Coding Tip: Importance of Reporting Glasgow Coma Scale

by Dec 19, 2016Coding Tips, Education, ICD-10, Kim Carrier0 comments

This Coding Tip was updated on 3/15/2019

Kim Carrier RHIT, CDIP, CCS, CCS-P
Director of Coding Quality Assurance
AHIMA Approved ICD-10-CM/PCS Trainer

Prior to October 1, 2016, the coma scale was only reported in conjunction with traumatic brain injuries, acute cerebrovascular disease or sequelae of cerebrovascular disease codes. Coders should now be reporting the GCS when documented on any case where there is monitoring of the central nervous system regardless of the medical condition requiring the monitoring, except when the patient is receiving sedation for medically induced coma or medications intended to sedate.

The documentation of the coma scale may be documented by other clinicians involved in the care of the patient (EMT, nursing) and not only by the physician. The physician must have documented the associated diagnosis (why the GCS is being addressed) such as encephalopathy, stroke, overdose, etc.

When reporting the GCS, a code from each category is needed to complete the scale. At a minimum, report the initial score documented on presentation to your facility. This may be from EMT or from the ED. Only report the total score when there is no documentation in the record indicating the individual scores.

The 7th character indicates when the scale was recorded and should match for all three codes when reporting the individual scores.

Did you know that some of the GCS are MCC’s when grouped with certain diagnoses? R40.2214 (coma scale, best verbal response, none, 24 hours or more after hospital admission) is an MCC for a patient with an overdose, pneumonia, encephalopathy, and intestinal disorders along with many/most other selections of PDX. These codes can also impact the SOI/ROM when reported.

Please check with the facility that you are coding for to determine how they want these captured. Some facilities are capturing them only on arrival and others are capturing multiple times while some are only capturing the total number. It is important that these are reported appropriately since they do impact the DRG and SOI/ROM on some cases.

In the case were a patient is given medications intended to sedate the patient, if it is unclear, the coder may need to inquire with the facility or the physician regarding certain drugs. The intent of the GCS codes are to capture the patient’s coma status that is not manipulated by sedating medications.

Here’s a couple of examples of when reporting the GCS would impact the DRG and/or SOI/ROM:

  • Patient is found in their nursing home with labored breathing and ambulance is called. The patient is found to have a possible pneumonia and transported to the ED. The patient is confused and unable to respond to any questions and is nonverbal in the ambulance and does not open their eyes. Motor response is documented as abnormal by EMT. On discharge the patient is diagnosed with pneumonia (J18.9) and sent back to the nursing home. The coder should also assign R40.2211 (Coma scale, best verbal response, none, in the field [EMT or ambulance]), R40.2111 (Coma scale, eyes open, never, in the field [EMT or ambulance]), and R40.2331 (Coma scale, best motor response, abnormal, in the field [EMT or ambulance]). These codes result in MS-DRG 193 (Simple Pneumonia and Pleurisy with MCC.) The APR-DRG is 139 (Other pneumonia) with an SOI as 3-Major and ROM as 4-Extreme. If the GCS codes are taken away and only the total is reported (which was 3-R40.2431) the result is MS-DRG 195 (Simple Pneumonia and Pleurisy without CC/MCC) and APR DRG 139, Other Pneumonia with an SOI as 1-Minor and ROM as 1-Minor.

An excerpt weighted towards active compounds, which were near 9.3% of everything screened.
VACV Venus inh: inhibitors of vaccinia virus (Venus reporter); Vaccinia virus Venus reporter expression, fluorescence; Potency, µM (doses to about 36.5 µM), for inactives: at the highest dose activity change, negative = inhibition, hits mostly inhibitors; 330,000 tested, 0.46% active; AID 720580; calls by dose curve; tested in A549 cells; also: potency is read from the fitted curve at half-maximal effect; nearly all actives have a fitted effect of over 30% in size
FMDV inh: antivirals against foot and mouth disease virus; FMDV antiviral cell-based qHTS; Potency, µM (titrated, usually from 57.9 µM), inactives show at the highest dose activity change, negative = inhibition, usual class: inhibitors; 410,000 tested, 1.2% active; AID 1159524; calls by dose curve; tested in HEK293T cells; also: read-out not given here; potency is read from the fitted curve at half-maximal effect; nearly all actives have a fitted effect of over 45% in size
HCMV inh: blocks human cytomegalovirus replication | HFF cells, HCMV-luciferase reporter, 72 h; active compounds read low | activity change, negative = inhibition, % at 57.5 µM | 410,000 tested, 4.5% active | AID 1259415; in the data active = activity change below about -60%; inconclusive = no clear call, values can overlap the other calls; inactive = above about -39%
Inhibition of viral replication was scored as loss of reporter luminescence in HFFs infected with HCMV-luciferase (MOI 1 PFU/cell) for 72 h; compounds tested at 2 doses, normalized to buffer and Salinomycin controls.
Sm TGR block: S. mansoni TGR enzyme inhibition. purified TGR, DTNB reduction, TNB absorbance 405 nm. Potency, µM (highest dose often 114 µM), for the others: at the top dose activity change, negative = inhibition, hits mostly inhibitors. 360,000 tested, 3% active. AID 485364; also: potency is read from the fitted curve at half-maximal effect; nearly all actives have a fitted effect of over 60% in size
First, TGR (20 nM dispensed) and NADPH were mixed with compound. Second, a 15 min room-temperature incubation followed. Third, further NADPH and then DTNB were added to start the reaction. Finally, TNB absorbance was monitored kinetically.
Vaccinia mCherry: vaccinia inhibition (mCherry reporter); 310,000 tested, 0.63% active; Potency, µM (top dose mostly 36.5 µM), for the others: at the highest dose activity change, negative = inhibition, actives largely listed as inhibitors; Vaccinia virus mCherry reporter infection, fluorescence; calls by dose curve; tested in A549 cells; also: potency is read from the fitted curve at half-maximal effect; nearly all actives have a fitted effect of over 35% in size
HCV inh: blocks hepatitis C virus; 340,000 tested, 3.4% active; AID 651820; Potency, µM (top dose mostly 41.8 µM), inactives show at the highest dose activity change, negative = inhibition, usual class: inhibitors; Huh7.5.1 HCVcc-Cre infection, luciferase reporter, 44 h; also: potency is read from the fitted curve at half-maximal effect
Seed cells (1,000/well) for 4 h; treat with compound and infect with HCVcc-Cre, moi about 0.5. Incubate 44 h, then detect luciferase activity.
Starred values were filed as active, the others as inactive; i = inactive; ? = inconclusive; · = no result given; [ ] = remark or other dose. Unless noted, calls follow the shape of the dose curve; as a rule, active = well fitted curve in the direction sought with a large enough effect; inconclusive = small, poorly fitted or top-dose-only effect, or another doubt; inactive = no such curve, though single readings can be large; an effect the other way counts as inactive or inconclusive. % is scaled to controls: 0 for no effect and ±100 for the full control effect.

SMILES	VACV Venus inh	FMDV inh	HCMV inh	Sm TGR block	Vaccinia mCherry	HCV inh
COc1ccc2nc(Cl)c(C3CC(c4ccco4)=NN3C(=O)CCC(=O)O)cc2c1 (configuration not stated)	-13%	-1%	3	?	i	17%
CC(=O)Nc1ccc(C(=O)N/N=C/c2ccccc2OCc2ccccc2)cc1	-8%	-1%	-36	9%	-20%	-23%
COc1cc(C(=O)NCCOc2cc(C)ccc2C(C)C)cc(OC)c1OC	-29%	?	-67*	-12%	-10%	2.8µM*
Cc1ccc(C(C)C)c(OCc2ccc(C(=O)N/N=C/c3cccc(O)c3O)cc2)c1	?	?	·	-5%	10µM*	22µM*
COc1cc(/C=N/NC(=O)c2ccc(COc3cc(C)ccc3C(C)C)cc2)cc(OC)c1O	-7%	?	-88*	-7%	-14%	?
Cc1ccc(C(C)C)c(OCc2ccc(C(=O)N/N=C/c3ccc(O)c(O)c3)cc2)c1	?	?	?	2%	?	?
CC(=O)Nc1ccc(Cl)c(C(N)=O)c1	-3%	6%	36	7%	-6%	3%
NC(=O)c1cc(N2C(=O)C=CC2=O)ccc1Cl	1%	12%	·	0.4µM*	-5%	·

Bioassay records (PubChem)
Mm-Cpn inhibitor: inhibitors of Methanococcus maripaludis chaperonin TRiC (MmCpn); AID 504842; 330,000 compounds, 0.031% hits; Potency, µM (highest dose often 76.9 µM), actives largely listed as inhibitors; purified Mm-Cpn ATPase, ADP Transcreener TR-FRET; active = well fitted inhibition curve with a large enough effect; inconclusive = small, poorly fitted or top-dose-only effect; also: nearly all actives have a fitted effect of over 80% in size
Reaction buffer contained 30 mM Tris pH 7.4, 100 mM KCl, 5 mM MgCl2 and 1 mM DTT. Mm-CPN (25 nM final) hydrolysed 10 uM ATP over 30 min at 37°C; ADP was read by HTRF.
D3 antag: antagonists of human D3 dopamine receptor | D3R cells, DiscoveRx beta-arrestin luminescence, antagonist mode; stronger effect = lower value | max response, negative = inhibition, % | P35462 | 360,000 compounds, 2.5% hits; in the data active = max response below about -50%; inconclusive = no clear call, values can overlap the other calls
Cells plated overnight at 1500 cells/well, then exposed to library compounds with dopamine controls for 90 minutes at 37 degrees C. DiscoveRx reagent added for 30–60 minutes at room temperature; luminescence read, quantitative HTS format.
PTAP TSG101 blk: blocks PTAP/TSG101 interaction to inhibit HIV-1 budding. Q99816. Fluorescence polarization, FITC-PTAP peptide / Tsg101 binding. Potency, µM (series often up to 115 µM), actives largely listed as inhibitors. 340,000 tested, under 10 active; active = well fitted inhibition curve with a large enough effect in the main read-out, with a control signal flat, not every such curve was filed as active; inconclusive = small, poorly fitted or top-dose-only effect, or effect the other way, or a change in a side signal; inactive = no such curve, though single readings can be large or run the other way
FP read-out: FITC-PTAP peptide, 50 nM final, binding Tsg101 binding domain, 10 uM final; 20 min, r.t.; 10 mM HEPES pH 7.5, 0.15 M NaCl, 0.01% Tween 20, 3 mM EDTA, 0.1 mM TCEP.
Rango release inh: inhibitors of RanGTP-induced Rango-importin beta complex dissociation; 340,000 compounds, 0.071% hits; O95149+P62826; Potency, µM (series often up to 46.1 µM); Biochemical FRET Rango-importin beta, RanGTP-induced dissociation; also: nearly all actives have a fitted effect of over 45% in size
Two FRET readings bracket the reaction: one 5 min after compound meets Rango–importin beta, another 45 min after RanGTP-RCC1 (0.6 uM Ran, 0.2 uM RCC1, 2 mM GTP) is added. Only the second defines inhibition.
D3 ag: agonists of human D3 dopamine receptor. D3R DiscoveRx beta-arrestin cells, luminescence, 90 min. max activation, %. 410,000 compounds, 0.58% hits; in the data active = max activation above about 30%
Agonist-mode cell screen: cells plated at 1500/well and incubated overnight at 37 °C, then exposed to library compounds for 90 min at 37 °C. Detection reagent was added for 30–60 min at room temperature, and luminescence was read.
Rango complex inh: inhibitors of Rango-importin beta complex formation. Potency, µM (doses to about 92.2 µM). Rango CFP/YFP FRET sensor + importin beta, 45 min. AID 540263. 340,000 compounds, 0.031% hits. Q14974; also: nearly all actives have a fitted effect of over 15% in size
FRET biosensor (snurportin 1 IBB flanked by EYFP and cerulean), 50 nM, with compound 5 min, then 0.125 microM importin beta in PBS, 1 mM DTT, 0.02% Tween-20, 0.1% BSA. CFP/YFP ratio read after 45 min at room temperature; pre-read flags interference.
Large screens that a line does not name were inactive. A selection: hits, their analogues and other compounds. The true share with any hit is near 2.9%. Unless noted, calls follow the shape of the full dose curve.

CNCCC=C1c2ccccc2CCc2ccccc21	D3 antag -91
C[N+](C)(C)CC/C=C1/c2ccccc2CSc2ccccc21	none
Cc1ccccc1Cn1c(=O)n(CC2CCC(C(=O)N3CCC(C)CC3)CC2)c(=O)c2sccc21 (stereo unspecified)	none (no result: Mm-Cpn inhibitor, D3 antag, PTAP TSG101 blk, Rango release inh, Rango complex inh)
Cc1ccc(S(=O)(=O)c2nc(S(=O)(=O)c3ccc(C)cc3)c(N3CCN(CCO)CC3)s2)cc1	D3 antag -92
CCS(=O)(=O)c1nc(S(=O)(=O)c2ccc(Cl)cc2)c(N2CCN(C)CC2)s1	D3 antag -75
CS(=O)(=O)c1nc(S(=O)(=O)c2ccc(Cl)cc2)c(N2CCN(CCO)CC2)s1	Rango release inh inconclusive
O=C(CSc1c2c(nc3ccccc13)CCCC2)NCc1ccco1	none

• Patient is brought into the ED with possible OD of heroin. The patient is found on presentation to the ED to be nonverbal, does not open eyes and has no motor responses.  The patient is admitted to ICU and monitored and responds to treatment.  The OD is determined to be accidental as the patient denies any suicidal intent or thoughts. Patient is discharged with accidental heroin OD. The coder should assign T40.1X1A (Poisoning by heroin, accidental (unintentional), initial encounter) as well as R40.2312 (Coma scale, best motor response, none, at arrival to emergency department), R40.2112 (Coma scale, eyes open, never at arrival to emergency department) and R40.2212 (Coma scale, best verbal response, none, at arrival to emergency department). These codes result in MS-DRG 917 (Poisoning and Toxic Effects of Drugs with MCC). The APR-DRG is 816 (Toxic effects of non-medicinal substances) with an SOI as 3-Major and ROM as 4-Extreme. If the individual GCS codes are taken away and only the total score reported R40.2212 the result is MS-DRG 918 (Poisoning and Toxic Effects of Drugs without MCC).  APR-DRG is 816, Toxic effects of non-medicinal substances and an SOI as 1-Minor and ROM as 1-Minor.

AHA Coding Clinic, Fourth Quarter 2018 Page: 70
AHA Coding Clinic, Fourth Quarter 2017 Page: 95
ICD-10-CM Official Guidelines for Coding and Reporting FY 2019

Happy Coding!

The information contained in this coding advice is valid at the time of posting. Viewers are encouraged to research subsequent official guidance in the areas associated with the topic as they can change rapidly.

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